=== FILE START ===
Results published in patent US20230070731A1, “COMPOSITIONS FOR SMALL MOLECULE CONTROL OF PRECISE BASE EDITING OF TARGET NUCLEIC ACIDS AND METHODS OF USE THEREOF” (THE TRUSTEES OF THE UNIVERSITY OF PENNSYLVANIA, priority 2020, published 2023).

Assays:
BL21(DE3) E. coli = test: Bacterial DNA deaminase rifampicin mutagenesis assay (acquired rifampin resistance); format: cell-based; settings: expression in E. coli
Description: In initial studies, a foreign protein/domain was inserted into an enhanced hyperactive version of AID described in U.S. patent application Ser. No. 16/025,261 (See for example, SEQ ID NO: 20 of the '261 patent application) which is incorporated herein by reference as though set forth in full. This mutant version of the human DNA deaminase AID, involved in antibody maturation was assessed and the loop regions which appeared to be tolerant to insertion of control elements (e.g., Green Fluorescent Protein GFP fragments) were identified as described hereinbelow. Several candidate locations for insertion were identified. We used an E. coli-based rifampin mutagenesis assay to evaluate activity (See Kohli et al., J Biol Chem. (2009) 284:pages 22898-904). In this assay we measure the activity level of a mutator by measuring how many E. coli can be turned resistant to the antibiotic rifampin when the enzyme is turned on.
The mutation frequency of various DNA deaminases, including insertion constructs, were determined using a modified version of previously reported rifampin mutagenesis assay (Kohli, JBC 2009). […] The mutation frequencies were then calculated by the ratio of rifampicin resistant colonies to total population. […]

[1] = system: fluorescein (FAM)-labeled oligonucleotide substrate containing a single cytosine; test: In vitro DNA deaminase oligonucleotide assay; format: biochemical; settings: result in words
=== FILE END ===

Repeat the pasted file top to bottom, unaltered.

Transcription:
Results published in patent US20230070731A1, “COMPOSITIONS FOR SMALL MOLECULE CONTROL OF PRECISE BASE EDITING OF TARGET NUCLEIC ACIDS AND METHODS OF USE THEREOF” (THE TRUSTEES OF THE UNIVERSITY OF PENNSYLVANIA, priority 2020, published 2023).

Assays:
BL21(DE3) E. coli = test: Bacterial DNA deaminase rifampicin mutagenesis assay (acquired rifampin resistance); format: cell-based; settings: expression in E. coli
Description: In initial studies, a foreign protein/domain was inserted into an enhanced hyperactive version of AID described in U.S. patent application Ser. No. 16/025,261 (See for example, SEQ ID NO: 20 of the '261 patent application) which is incorporated herein by reference as though set forth in full. This mutant version of the human DNA deaminase AID, involved in antibody maturation was assessed and the loop regions which appeared to be tolerant to insertion of control elements (e.g., Green Fluorescent Protein GFP fragments) were identified as described hereinbelow. Several candidate locations for insertion were identified. We used an E. coli-based rifampin mutagenesis assay to evaluate activity (See Kohli et al., J Biol Chem. (2009) 284:pages 22898-904). In this assay we measure the activity level of a mutator by measuring how many E. coli can be turned resistant to the antibiotic rifampin when the enzyme is turned on.
The mutation frequency of various DNA deaminases, including insertion constructs, were determined using a modified version of previously reported rifampin mutagenesis assay (Kohli, JBC 2009). […] The mutation frequencies were then calculated by the ratio of rifampicin resistant colonies to total population. […]

[1] = system: fluorescein (FAM)-labeled oligonucleotide substrate containing a single cytosine; test: In vitro DNA deaminase oligonucleotide assay; format: biochemical; settings: result in words